Experts urge balance between big data and privacy in health care
Posted April 11, 2014; 04:15 p.m.
Big data technologies benefit researchers and consumers in the health care system, but privacy concerns must be carefully weighed, concluded speakers at the "Big Data and Health: Implications for New Jersey's Health Care System" conference held April 4 in Robertson Hall on the Princeton University campus.
The conference, which featured more than 200 prominent and influential scholars, government officials and private and nonprofit sector leaders, was co-sponsored by the Woodrow Wilson School of Public and International Affairs' Center for Health and Wellbeing (CHW) and the Nicholson Foundation.
Cecilia Rouse, dean of the Woodrow Wilson School of Public and International Affairs, gives the opening remarks at a conference on "Big Data and Health: Implications for New Jersey's Health Care System." (Photos by Tori Sulewski/Fotobuddy for the Wilson School)
"The four panels we've assembled will explore big data in the context of health, privacy, cost and transparency, as well as opportunities and challenges in New Jersey," Rouse said in opening the event. "Our keynote speakers will examine how data can transform health care and help clinicians improve care and patient outcomes."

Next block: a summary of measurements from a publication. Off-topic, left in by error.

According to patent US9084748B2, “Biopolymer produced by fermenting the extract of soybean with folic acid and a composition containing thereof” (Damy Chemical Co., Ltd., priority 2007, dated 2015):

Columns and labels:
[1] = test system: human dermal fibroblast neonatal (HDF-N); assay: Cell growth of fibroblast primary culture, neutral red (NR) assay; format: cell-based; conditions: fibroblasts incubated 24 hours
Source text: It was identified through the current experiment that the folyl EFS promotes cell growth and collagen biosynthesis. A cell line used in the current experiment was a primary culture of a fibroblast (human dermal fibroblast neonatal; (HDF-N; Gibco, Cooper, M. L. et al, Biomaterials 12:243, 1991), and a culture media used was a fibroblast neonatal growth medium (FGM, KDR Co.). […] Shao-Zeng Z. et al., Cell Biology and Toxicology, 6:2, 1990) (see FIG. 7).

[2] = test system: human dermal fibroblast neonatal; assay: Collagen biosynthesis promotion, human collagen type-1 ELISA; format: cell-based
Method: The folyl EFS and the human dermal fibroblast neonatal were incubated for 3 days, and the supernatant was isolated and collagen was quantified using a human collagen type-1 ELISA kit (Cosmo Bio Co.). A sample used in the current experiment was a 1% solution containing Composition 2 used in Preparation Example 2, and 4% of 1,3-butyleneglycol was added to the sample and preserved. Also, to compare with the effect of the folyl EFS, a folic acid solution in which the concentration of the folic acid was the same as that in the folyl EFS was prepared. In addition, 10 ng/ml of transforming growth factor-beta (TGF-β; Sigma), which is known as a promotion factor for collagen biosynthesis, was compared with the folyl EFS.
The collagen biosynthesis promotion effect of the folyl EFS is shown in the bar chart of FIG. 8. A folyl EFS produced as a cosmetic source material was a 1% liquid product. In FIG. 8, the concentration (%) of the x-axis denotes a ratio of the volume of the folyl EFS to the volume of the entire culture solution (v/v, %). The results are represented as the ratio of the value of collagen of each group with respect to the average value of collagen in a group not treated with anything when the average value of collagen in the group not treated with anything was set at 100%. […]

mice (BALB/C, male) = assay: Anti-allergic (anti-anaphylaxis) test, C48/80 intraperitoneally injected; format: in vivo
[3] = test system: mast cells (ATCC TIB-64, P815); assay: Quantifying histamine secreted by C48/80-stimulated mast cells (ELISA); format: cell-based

On a state level, big data has the potential to answer vital health questions that cannot be addressed using standard techniques, said Janet Currie, the Henry Putnam Professor of Economics and Public Affairs and director of CHW. While people understand the costs, in terms of potential threats to privacy, state officials need to better understand the potential benefits. She cited her research on the effects of flu on preterm delivery, the effects of air pollution from cars on the health of babies and the effects of the foreclosure crisis on increasing hospital admissions as examples.
Yet big data in health care is often difficult, if not impossible to access, experts said.
"Policymakers need to understand that big data can save lives," said Jeffrey Brenner, founder and executive director of the Camden Coalition of Healthcare Providers. "Legislation needs to be written and branches of New Jersey government need to cooperate with one another to agree upon a structure of how to make data available."
Looking at the national landscape, keynote speakers Farzad Mostashari, visiting fellow at the Brookings Institution's Engelberg Center for Health Care Reform, and Aneesh Chopra, the first and former chief technology officer of the United States, discussed innovations in technology and big data that benefit patients and protect their privacy.
Aneesh Chopra (center), the first and former chief technology officer of the United States, presents the opening keynote to more than 200 prominent scholars, government officials and private and nonprofit sector leaders.